POOL28-cover.jpg.pagespeed.ce.M7E3yx29b_These are people I am aware of. There must be many more who do their bit of evangelisation. Speaking to school students, speaking to industry associations, addressing special interest groups and influencing them. There is also an urgent need for more designers to join this movement.

When there is a constituency that is aware about design, the whole society benefits from the merits of good design.

Design Social

Nov 2016. Here’s an update: Neelam Chhibber is now collaborating with IKEA, using her design and social entrepreneur skills to carve a new niche. Her story here:

There is a buzz in the design community these days ever since Sam Pitroda, Adviser to the Prime minister of India, announced thee impetus to set up design and innovation centres all across the country, to address the problems of the people in the bottom of the pyramid.

Designers in major Indian cities are putting their heads together to come up with concepts for innovation centres that will help meet the social and development targets, use design thinking to address the needs of the people who matter and kick-start a movement that will see the intersection of academia, industry and social organisations like never before.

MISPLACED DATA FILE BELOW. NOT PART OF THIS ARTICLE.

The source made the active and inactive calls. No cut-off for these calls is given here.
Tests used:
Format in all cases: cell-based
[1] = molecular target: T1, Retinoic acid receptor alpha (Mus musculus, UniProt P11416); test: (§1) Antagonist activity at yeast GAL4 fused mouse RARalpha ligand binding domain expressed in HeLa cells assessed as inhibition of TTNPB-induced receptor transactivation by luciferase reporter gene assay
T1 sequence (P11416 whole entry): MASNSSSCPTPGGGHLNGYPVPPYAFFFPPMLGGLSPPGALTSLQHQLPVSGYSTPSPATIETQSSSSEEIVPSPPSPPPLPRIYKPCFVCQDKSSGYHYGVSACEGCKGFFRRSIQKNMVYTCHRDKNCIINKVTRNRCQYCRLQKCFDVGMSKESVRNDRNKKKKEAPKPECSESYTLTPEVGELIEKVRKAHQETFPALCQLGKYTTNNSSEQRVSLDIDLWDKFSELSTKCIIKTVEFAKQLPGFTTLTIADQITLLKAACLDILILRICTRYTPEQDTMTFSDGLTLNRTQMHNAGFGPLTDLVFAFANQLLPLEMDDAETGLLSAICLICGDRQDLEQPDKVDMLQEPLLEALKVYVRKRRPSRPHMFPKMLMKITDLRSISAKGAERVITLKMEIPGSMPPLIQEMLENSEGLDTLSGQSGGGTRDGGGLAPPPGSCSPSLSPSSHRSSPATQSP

Designers in India are most eligible to address the needs of the needy. Every designer who have gone through formal design education has either designed products for health, living and public use, or worked with artisans and craftsmen to create better products as well as generate livelihoods or worked on communication to put across basic concepts of social importance to a simple rural audience or the illiterate.